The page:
After decelerating for five quarters, the growth in gross domestic product (GDP) recovered to 6.3% in Q2 of 2017-18 on account of a rebound in manufacturing. The projected growth at 6.5% in 2017-18 is premised on high growth in services in the next two quarters, though manufacturing growth may remain subdued. Our assessment also suggests manufacturing growth will remain subdued until 2018-19. Achieving 7.5% plus growth after 2018-19 will require a series of measures for manufacturing, which we outline below.

The table shows falling manufacturing GDP growth, the anaemic status of credit growth to manufacturing and micro, small and medium enterprises (MSMEs), poor rate of growth in fixed investments and rate of growth of capital goods and the falling ratio of fixed capital to GDP. But banks’ investment in government securities grew 15% in the past four quarters. Banks are reluctant to offer credit for industrial activity, reasons for which are widely known. The current reported data on investments is also not encouraging. Data from the Centre for Monitoring Indian Economy (CMIE) shows a significant reduction in new investment proposals in April-December 2017. Hence we may see some brown-field expansion in manufacturing in 2018-19, but few fresh investments.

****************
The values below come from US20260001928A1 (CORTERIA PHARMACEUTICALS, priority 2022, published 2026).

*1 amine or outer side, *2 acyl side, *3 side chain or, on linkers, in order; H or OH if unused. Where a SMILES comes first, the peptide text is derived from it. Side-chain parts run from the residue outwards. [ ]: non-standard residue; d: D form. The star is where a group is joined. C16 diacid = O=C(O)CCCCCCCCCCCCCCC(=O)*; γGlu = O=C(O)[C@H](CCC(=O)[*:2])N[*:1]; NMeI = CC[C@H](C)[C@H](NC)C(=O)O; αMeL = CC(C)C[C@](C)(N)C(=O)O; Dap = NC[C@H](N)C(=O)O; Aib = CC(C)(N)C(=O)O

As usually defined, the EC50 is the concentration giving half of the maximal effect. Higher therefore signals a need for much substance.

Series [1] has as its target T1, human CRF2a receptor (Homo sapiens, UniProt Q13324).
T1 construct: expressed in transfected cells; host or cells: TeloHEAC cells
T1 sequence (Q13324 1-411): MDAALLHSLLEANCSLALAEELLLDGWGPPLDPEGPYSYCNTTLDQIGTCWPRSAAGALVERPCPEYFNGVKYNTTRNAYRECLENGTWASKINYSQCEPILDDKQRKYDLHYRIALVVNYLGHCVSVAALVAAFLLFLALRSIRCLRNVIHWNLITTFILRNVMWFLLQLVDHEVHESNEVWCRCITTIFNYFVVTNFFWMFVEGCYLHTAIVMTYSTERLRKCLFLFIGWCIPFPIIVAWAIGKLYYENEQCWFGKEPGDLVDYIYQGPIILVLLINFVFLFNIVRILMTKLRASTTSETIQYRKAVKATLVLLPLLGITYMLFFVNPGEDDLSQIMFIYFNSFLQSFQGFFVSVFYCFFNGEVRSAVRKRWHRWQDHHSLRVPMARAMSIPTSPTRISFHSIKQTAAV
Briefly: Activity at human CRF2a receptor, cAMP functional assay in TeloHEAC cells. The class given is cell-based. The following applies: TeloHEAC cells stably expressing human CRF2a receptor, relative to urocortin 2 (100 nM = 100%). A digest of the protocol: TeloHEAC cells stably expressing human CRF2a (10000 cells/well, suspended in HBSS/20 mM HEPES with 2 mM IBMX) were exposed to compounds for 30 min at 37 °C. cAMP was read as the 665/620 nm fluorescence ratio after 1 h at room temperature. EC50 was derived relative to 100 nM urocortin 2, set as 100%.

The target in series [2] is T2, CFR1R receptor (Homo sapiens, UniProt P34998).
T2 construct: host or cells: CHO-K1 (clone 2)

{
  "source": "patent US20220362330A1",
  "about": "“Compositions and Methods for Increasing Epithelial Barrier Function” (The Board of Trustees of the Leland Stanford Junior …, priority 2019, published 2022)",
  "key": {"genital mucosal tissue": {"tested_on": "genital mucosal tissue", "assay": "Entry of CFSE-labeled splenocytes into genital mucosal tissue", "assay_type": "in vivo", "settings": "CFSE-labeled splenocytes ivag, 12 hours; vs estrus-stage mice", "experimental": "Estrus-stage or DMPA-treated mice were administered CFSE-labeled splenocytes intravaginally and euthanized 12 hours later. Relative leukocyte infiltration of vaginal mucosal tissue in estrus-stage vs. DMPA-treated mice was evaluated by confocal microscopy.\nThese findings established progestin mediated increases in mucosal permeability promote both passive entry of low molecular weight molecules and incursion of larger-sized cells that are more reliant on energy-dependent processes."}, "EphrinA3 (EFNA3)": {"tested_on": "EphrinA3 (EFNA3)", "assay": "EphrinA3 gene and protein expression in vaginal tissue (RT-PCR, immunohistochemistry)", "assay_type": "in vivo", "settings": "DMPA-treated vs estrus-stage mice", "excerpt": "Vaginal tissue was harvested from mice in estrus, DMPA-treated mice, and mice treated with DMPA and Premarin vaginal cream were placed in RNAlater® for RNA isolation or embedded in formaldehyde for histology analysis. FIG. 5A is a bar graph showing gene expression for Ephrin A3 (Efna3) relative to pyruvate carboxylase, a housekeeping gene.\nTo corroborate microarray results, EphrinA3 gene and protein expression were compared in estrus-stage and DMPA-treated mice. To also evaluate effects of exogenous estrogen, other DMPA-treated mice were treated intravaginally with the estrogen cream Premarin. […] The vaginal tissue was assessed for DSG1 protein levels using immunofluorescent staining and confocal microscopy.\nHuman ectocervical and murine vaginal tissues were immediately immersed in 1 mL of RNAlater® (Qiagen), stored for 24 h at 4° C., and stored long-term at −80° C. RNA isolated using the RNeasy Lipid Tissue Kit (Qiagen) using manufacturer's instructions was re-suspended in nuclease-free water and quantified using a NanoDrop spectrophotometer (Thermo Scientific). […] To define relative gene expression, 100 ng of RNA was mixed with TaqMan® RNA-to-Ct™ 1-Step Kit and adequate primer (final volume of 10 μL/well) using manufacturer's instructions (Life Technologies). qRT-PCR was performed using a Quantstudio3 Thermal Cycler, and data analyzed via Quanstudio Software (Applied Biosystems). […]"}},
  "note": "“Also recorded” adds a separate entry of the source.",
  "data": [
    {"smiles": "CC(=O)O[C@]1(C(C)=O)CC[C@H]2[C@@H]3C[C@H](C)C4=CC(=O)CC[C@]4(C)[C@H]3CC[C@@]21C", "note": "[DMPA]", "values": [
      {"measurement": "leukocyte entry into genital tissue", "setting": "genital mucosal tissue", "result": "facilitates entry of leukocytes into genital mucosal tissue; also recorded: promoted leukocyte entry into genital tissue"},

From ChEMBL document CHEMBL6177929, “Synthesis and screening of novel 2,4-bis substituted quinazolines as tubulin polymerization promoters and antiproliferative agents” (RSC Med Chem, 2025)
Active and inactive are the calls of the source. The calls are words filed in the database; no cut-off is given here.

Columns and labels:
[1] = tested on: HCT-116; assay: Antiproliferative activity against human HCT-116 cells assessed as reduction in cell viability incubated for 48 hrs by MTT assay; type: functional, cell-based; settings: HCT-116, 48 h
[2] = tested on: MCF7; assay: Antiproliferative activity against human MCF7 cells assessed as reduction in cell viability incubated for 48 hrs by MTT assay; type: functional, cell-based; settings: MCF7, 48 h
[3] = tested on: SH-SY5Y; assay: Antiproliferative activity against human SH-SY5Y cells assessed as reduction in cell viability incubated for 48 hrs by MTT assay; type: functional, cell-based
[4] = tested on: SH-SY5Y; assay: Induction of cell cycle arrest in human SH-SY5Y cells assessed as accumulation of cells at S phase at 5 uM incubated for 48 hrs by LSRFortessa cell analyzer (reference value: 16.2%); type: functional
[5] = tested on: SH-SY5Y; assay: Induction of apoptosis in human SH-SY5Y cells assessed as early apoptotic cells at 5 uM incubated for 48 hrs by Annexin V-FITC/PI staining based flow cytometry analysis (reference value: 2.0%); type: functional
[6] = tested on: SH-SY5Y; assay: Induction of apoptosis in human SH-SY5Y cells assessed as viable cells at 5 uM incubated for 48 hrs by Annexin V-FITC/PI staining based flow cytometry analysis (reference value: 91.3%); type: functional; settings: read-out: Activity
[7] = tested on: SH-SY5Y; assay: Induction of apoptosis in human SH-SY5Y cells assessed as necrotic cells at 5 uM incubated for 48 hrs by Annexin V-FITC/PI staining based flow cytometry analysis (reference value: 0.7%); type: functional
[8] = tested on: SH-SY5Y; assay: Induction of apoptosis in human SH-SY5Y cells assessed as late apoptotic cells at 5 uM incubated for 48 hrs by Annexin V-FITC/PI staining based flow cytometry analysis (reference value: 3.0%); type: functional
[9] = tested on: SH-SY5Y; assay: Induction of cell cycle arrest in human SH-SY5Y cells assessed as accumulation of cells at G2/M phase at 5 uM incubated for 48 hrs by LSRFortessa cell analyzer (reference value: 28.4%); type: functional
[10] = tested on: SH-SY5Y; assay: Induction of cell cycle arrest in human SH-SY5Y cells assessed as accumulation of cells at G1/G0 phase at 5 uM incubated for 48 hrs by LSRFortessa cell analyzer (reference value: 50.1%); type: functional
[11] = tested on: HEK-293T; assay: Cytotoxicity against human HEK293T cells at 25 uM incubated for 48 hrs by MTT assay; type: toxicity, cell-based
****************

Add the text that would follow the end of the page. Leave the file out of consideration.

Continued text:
Productivity growth of manufacturing has been moderate and sticky. Average productivity growth of organized manufacturing during 2010-13 was around 1.8%. The total factor productivity growth of manufacturing in the corporate sector is a little higher, but it exhibits similar stickiness. Total factor productivity growth in some key sectors such as basic metals and non-metallic minerals was negative. Though other general measures on labour, land and infrastructure could improve total factor productivity somewhat, sector-specific factors are required to be analysed for taking necessary policy measures to take productivity growth in manufacturing to a higher level.

Industry associations and executives have been suggesting the need for policy interventions by the government to improve manufacturing prospects. From building skills among the large population of minimally educated workforce, enacting laws that focus on improving workforce relations together with greater flexibility, improving infrastructure including development of world class clusters, reducing uncertainties and providing stability and predictability in regulatory, legal, environmental, taxation areas and providing access to capital at competitive prices have been many of the suggestions that have been offered at different fora. Some initiatives have been taken in recent past, but they need focused implementation.

An already conceived programme on silicon manufacturing for fabrication must be revived. This will ensure competitive domestic production of chips, leading to a reduction in imports of electronic items that has been increasing, as well as improve security. Electric vehicles are an area where evolution of technologies gives us options and public investment in this area should not restrict choice.